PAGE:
Two broad factors are driving this uptick of insanity and incivility, beyond Obama himself and whatever policies he proposes: the economy and the Internet.
History shows that demagogues rise when the economy turns south.
They specialize in blaming others for the troubles with wild accusations. It's a time-honored formulation, a powerful narcotic for the nervous and dispossessed, with violent side effects.
During the Great Depression, populist anger was directed at big business.
When conservative populism reared its head in the late 1960s, anger shifted toward big government.
But now we've got both -- anger at big business and big government. It's a perfect political storm, primed for a return to pitchfork politics.
The Internet has made it easier for wingnuts to congregate across state lines, to form an army from the fringes.
This has increased their influence and amplified their voice, making them, in effect, the loudest lobbying block.
No longer are they just cranks to be tolerated -- the fringe is blurring with the base, creating leverage on the party leadership.
Finally, there is an additional factor that has enabled this explosion of hyper-partisanship -- the rigged system of redistricting that has reduced the number of competitive congressional districts around the country.
This has encouraged play-to-the-base politics and discouraged the virtues of moderation and constructive compromise.
Amid the declining civility, some people are asking if the middle ground is gone for good. It's not -- it's just under attack. Although wingnuts attract a lot of media coverage, polls show that most Americans don't share their extreme views.
The wingnuts are still the fringe and we have seen their kind before.
We've seen them in the Know-Nothing Party of the 1850s, which was anti-immigrant and anti-Catholic while waving the American flag, ultimately dubbing itself "the American Party."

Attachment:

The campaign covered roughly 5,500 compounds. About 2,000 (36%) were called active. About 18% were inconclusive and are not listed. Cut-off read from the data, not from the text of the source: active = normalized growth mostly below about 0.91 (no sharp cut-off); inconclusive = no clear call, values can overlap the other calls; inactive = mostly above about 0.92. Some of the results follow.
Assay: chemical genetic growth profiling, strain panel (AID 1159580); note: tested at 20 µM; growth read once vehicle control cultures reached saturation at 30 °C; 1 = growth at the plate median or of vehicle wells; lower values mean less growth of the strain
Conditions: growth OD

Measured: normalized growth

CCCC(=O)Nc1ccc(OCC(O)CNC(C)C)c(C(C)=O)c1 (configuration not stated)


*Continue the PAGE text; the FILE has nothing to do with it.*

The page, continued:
Teddy Roosevelt coined the term 'lunatic fringe' to describe the anarchist wingnuts of his day.
The wingnuts surfaced in the paranoid anti-communism of the John Birch Society and when far-left liberals and union leaders got all misty-eyed talking about "Uncle Joe" Stalin.
In the '60s, there were White Citizens Councils in the South and violence from far-left radical groups like the Black Panthers.
All these were influential in their time and capable of intimidation. Each time, we beat them by standing up and calling out their paranoia, hate and political excess.
They shrunk back into the shadows when confronted by the common sense and common decency of the moderate majority of the American people.
There are those who believe that highlighting wingnuts only gives them more power, because they thrive on the oxygen of attention.
But I believe sunlight is the best disinfectant. Wingnuts' influence on hyper-partisan politics proliferates in the dark.
That's when politicians can play to their fears, seek their support, and benefit from the paranoia they create, while maintaining plausible deniability. By naming the problem and calling them out, we can hold them accountable and help define the terms of the debate.
The wingnuts' increasing influence in our politics should be a wake-up call.
It is a challenge to the idea that what unites us is greater than what divides us as Americans.
We need to keep an eye on their efforts, remembering something President Eisenhower said a half-century ago: "The middle of the road is all the usable surface. The extremes of left and right are in the gutters."
The opinions expressed in this commentary are solely those of John P. Avlon.